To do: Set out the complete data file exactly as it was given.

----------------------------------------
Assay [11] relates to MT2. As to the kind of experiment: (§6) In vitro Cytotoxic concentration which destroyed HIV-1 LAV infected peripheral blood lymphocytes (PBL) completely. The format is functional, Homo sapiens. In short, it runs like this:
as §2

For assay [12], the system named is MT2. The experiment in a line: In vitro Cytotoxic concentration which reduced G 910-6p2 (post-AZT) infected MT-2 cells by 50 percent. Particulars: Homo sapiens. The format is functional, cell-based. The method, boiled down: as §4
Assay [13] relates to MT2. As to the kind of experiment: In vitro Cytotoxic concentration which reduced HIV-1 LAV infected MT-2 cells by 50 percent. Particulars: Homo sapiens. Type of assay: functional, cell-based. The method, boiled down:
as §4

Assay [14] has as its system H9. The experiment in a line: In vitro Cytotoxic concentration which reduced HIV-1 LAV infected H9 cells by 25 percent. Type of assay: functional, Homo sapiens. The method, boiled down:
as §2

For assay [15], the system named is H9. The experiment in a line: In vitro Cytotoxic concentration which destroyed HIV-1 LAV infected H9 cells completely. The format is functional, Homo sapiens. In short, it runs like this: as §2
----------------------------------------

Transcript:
Assay [11] relates to MT2. As to the kind of experiment: (§6) In vitro Cytotoxic concentration which destroyed HIV-1 LAV infected peripheral blood lymphocytes (PBL) completely. The format is functional, Homo sapiens. In short, it runs like this:
as §2

For assay [12], the system named is MT2. The experiment in a line: In vitro Cytotoxic concentration which reduced G 910-6p2 (post-AZT) infected MT-2 cells by 50 percent. Particulars: Homo sapiens. The format is functional, cell-based. The method, boiled down: as §4
Assay [13] relates to MT2. As to the kind of experiment: In vitro Cytotoxic concentration which reduced HIV-1 LAV infected MT-2 cells by 50 percent. Particulars: Homo sapiens. Type of assay: functional, cell-based. The method, boiled down:
as §4

Assay [14] has as its system H9. The experiment in a line: In vitro Cytotoxic concentration which reduced HIV-1 LAV infected H9 cells by 25 percent. Type of assay: functional, Homo sapiens. The method, boiled down:
as §2

For assay [15], the system named is H9. The experiment in a line: In vitro Cytotoxic concentration which destroyed HIV-1 LAV infected H9 cells completely. The format is functional, Homo sapiens. In short, it runs like this: as §2